TEAM PHOTO. Josiah Weihman (bottom left) and other kids pose for a photo with coach Leo Arnaiz (top right) after a basketball camp in Baguio City. Photo from Adidas Basketball Camp

    Developing post-traumatic stress disorder is another common effect of sexual abuse. Victims may tend to experience physiological effects such as migraine while others tend to be forgetful: "There's some who don't remember parts of it or sometimes the actual experience itself. They repress it or sometimes it appears in their nightmares as flashbacks."

    Fernandez adds the victims tend to be vigilant so they can prevent such occurrences from happening again.

    Fernandez also said sexual harrassment also affects how victims view themselves.

    She explained, "They sometimes feel that the experience was their fault it happened to them. There could be issues with self-esteem and of feeling ashamed of it. They feel bad enough for themselves: 'Am I dirty? Am I a bad person?'"

    The experience could also result in body issues. There are cases that some develop eating disorders but Fernandez said that this is more common in women.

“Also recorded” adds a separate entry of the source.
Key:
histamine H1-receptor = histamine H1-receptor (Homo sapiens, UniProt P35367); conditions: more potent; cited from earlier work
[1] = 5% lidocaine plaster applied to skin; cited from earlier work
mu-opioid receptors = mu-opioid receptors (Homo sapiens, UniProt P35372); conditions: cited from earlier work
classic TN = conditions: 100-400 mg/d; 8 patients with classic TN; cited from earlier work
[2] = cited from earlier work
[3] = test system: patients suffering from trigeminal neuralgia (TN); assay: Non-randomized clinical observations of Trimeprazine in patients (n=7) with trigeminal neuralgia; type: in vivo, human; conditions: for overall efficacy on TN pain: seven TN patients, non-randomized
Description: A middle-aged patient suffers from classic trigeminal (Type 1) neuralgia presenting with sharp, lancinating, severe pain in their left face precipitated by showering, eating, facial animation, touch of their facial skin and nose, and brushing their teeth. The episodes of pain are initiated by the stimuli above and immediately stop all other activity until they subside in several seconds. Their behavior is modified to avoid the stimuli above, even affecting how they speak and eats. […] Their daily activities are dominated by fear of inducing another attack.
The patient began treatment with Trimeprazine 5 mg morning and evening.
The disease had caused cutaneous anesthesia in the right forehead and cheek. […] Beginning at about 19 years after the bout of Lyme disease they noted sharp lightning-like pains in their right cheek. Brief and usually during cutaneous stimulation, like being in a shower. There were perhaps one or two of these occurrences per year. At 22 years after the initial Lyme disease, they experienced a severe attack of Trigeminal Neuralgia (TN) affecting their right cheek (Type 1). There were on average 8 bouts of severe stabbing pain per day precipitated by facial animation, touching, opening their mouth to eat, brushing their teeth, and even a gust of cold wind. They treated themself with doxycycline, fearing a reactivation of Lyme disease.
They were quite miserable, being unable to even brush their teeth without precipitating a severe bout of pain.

Moving forward

    To counter these effects, Fernandez said having a safe environment that enables victims to share their experiences can help them move forward in life.

    "You have to create a positive environment for the individual to feel safe and talk about it – that they don't feel afraid, vulnerable, or that someone will mock them or tell them they are not telling the truth," she said. (READ: Everyone is talking about sexual harassment and this is why you should, too)

    "The space has to be accepting, emphatic, and validating. It's important to process the anger they feel and know that it's not their fault," she added.